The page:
The Sapir-WIMP hypothesis
Spent the weekend remotely helping my parents get their new computer up and running. Vista is in general, I’d say, a better OS than Windows XP. But I think I’ve discovered the one true test of a GUIs [sic] usability:
How well can you walk someone through a set of tasks over the phone?
Reading that, it occurred to me:
We believe that conscious thought is a special form of speaking; at least, the two seem closely related. It would stand to reason, therefore, that when something is easier to articulate, it is also easier to think about. The canonical form of this idea is the Sapir–Whorf hypothesis; and yes, that hypothesis is contentious. However, it seems indisputable that there is a correlation between how easy it is for us to express a thought and how easy it is to think it, whether it is a 1:1 mapping (which it obviously isn’t) or not. We don’t know just how this works, quite yet, but we know it can’t possibly be entirely wrong.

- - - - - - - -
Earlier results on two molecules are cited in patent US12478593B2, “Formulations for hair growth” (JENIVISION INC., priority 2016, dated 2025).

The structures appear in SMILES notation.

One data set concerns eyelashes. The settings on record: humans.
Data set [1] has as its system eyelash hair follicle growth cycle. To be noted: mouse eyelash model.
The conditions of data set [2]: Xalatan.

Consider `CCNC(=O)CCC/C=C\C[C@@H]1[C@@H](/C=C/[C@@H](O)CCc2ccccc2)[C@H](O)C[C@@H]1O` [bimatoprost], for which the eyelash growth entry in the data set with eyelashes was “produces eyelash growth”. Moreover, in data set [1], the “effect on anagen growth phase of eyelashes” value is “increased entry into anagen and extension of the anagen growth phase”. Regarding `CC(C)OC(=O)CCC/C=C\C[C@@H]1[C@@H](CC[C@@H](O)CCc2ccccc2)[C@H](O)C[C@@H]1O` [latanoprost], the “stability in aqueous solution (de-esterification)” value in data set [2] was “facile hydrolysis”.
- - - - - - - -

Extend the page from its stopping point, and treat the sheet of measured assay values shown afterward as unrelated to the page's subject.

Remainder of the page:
So if you were inclined to dismiss Russell’s postulation as a special-circumstance experience that might not have any useful bearing on how to design for usability in less constricting circumstances – because that was exactly my first impulse –, think again. Given the aforementioned observations about language and cognition, something more general seems to be going on. One might formulate:
The more easily you can talk about a user interface, the more easily you can understand how to manipulate it.
This is an oversimplification, just like the idea that there is a 1:1 mapping between availability of vocabulary and accessibility of thought, but it seems like a good guideline to keep in mind.